Only the JSON files of the HTTP(S) validation method contain additional metadata. These can, in most cases, be modified most easily. Thus, it is sensible to have additional metadata at this place.


Businesses like exchanges or shops often use customer-specific receive addresses. Validating all of them by the process of this CIP could lead to very large sets of related addresses for the main domain.

An easy way to handle this is to use subdomains to group related addresses, for example by purpose, customer group, individual customers, or by time.

Organisations can also choose to only validate their main addresses used over an extended period of time by both methods, while the additional addresses are only validated by HTTP(S) (on a different subdomain, so that the requirement is still fulfilled that DNS- and HTTP(S)-related addresses coincide), where the management can easily be automated through standard server-side web programming methods.


The process validates that the person who decides to mint and/or send a token containing a DNS domain name to a specific Cardano address also controls the DNS and/or HTTP(S) server for that domain.

Proving the control of a domain by TXT records in DNS and by resources at a /.well-known path over HTTP(S) is used and considered sufficient in a lot of successful protocols and applications:

  • Let’s Encrypt use both techniques in their Automatic Certificate Management Environment, specified in RFC 8555, to ascertain that a domain is controlled by a server and a TLS certificate can be issued for it.
  • Sender Policy Framework (SPF), specified in RFC 7208, DomainKeys Identified Mail (DKIM), specified in RFC 6376, and Domain-based Message Authentication, Reporting, and Conformance (DMARC), specified in RFC 7489, are standards for validating mail origins, which all use TXT records in DNS to give authoritative information about the policies of a domain regarding mail originating from that domain.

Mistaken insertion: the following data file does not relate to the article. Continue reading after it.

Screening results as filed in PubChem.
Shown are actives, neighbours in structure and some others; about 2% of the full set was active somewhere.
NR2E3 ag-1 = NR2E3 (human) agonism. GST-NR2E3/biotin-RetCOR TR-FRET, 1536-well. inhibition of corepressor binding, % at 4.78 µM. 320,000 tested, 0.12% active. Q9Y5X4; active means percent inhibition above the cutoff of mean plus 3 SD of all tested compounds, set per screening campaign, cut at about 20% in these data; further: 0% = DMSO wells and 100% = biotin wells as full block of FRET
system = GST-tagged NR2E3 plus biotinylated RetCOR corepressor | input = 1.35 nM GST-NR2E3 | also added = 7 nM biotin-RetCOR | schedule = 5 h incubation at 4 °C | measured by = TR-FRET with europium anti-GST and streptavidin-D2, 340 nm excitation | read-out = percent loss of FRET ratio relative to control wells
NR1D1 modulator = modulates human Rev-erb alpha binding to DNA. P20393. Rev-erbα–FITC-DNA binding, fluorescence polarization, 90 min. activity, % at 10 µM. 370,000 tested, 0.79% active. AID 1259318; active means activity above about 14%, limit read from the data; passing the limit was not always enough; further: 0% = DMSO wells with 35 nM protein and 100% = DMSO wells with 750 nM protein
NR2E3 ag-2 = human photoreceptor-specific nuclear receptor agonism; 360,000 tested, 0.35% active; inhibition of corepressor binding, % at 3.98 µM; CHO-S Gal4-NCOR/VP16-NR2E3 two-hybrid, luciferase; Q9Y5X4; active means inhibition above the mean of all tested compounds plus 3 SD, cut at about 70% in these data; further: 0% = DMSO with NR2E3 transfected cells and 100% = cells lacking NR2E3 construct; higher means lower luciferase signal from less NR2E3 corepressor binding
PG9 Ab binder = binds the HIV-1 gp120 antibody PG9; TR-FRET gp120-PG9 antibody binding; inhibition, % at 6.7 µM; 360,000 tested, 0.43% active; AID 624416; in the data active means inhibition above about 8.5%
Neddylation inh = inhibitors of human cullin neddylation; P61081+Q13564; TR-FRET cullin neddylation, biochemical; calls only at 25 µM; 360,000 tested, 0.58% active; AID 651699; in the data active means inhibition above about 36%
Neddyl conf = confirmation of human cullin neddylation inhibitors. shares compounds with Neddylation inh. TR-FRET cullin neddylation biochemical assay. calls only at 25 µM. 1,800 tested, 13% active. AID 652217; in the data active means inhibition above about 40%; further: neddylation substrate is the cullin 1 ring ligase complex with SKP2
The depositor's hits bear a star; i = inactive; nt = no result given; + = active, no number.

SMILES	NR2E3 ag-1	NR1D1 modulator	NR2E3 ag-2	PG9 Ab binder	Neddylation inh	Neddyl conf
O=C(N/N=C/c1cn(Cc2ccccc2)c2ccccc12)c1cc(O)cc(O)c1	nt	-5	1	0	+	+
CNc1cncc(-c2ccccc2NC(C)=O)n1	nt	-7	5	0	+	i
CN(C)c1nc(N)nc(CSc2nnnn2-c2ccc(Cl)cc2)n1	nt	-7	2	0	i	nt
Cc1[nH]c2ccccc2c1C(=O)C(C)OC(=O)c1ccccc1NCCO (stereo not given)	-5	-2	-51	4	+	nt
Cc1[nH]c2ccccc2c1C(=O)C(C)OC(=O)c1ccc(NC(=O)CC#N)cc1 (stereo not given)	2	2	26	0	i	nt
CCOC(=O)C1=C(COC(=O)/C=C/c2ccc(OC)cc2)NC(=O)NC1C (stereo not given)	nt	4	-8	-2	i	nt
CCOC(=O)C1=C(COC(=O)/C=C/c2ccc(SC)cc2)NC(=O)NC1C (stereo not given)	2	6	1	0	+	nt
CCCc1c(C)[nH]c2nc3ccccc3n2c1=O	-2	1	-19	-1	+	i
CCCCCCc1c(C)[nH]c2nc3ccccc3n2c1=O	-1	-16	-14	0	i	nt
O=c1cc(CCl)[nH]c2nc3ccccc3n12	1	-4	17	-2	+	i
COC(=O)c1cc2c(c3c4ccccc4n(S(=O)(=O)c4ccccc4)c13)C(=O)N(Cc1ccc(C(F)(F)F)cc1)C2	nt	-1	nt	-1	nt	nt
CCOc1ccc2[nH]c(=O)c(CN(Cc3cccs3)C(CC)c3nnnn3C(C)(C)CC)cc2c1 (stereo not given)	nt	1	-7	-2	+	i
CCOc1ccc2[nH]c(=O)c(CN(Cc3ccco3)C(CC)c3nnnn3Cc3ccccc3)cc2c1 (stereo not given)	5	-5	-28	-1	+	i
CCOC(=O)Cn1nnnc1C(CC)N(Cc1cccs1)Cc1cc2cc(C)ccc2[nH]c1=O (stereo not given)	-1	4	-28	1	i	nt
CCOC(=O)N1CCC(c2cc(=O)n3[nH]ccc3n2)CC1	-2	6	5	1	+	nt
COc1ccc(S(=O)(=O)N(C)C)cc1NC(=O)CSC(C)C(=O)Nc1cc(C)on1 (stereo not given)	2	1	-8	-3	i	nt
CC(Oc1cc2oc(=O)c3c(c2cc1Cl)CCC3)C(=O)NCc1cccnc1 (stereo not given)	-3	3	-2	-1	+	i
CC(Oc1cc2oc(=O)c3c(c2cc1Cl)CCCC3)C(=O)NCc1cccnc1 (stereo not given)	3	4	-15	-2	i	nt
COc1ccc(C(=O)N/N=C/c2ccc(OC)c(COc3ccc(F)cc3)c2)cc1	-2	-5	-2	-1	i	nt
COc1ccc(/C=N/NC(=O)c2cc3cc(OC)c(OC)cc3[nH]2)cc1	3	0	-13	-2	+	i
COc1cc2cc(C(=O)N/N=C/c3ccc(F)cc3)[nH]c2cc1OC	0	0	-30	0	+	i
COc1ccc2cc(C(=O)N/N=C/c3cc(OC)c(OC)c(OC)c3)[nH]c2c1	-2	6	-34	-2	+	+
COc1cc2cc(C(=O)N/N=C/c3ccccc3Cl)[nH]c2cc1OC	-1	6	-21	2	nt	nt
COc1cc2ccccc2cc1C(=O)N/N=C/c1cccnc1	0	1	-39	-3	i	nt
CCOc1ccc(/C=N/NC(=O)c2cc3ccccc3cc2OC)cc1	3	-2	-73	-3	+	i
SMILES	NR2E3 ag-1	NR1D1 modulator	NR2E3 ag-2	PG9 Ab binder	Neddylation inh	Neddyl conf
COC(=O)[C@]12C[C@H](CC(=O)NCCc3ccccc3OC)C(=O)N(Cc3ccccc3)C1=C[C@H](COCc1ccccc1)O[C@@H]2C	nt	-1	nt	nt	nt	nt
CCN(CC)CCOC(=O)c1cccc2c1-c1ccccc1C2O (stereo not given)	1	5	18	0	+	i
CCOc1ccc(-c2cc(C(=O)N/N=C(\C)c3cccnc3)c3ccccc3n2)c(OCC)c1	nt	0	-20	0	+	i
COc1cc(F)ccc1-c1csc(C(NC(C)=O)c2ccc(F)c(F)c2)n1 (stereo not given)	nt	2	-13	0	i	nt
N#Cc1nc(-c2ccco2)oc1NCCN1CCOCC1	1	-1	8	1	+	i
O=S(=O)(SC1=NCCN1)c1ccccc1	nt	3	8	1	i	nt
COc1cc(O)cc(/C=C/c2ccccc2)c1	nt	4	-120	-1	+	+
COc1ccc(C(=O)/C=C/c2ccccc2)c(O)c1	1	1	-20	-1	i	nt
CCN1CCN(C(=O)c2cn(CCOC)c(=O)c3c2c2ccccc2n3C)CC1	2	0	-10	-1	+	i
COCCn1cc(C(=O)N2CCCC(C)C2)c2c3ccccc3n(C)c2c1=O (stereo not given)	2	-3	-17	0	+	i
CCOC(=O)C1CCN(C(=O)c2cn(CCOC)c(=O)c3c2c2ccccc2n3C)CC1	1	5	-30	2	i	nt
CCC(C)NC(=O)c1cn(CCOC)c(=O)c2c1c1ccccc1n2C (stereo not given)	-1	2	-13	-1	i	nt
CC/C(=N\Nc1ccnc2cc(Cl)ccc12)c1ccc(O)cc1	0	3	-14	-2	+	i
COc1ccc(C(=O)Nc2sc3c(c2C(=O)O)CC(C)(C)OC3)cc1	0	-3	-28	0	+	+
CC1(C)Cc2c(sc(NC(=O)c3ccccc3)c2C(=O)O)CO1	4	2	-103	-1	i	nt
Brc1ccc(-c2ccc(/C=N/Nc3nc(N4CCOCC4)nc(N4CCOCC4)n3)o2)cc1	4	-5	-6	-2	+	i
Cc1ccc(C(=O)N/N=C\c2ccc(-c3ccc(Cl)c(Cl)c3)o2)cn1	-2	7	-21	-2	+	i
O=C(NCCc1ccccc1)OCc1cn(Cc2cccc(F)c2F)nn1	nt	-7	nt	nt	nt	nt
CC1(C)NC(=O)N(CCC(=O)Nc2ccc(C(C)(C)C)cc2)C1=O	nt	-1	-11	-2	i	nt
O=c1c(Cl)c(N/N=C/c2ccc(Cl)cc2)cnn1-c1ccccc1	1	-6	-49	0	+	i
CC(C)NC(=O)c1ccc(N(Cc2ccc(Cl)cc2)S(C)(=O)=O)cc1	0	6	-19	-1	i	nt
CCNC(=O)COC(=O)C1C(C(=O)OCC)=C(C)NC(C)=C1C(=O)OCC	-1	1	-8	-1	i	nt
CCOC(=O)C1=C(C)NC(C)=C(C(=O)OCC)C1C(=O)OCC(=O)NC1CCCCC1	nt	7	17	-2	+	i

• As further examples, Google and also use TXT records to validate control of a domain.

Unsolicited Domain Tokens

A third party could mint a token with an unrelated domain and send it to an address in an unsolicited transaction. If this third party also controls the DNS/HTTP(S) servers of that domain, they could also achieve the validation process being successful.

Additional methods to remedy this, for example signatures by all claimed addresses on the token or its minting transaction, would have sacrificed too much of the simplicity of the approach. Existing projects like ADA Handle also do not remedy unsolicited sending of identifiers to an address.

The risk is acceptable, since the critical use case is the other direction: A user wants to send to a specific project, organisation, or shop, for which the domain is known and validate that the address belongs to it. And this use case is not affected by unsolicited tokens, but only by attackers gaining control over the DNS/HTTP(S) servers of the project, organisation, or shop.

Sending an unsolicited Domain token can only redirect transactions that people wanted to send to the domain controlled by the attacker to the receiver of the unsolicited token, which does not seem to be a very sensible attack vector.

A small risk remains that the receiver of the token may be defamed by the attacker’s domain appearing next to the receiver’s legitimate domains, when an application shows all validated domains for an address.

Moreover, the attacker’s servers could deliberately stall answers to the DNS and especially HTTP(S) queries done for the validation. This problem can to a large extent be attacked by implementations that do the queries asynchronously or concurrently as already advised in Discovery and Verification of Relations.

Address owners should monitor such unsolicited transactions and send such tokens to unused addresses or back to the sender.

Reference Implementation and Example

A reference implementation of the processes described in Discovery and Verification of Relations can be found in the accompanying Python script For the queries to the Cardano blockchain, it uses

Example Preparation

We use two example domains – the author’s domains and – that have been configured for domain validation as specified in this CIP:

$ dig TXT	3600 IN	TXT	"addr1q8fgal6mmwdllxdvft28xy6x3wjgc3v6nj450smmhtdama6wlu8vnqcstwtxa4l3yuckm8gttva66skvfzrmruead0ysjatmn5"	3600 IN	TXT	"addr1q9wvykt8vpvgrqjr9lgm8d9dstgl3h2wesdrqlxa4gqdv62wlu8vnqcstwtxa4l3yuckm8gttva66skvfzrmruead0ysv6v74x"	3600 IN	TXT	"Not an address"
$ curl